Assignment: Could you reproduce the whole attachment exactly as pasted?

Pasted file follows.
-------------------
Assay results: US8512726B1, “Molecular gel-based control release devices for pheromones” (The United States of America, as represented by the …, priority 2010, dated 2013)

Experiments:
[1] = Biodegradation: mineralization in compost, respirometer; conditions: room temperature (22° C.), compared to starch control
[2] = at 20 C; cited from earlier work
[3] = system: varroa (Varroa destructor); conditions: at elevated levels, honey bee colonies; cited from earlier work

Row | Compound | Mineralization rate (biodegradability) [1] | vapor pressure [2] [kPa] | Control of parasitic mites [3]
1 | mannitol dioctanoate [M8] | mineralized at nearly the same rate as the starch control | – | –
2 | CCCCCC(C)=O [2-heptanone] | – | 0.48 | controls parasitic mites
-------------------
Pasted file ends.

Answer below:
Assay results: US8512726B1, “Molecular gel-based control release devices for pheromones” (The United States of America, as represented by the …, priority 2010, dated 2013)

Experiments:
[1] = Biodegradation: mineralization in compost, respirometer; conditions: room temperature (22° C.), compared to starch control
[2] = at 20 C; cited from earlier work
[3] = system: varroa (Varroa destructor); conditions: at elevated levels, honey bee colonies; cited from earlier work

Row | Compound | Mineralization rate (biodegradability) [1] | vapor pressure [2] [kPa] | Control of parasitic mites [3]
1 | mannitol dioctanoate [M8] | mineralized at nearly the same rate as the starch control | – | –
2 | CCCCCC(C)=O [2-heptanone] | – | 0.48 | controls parasitic mites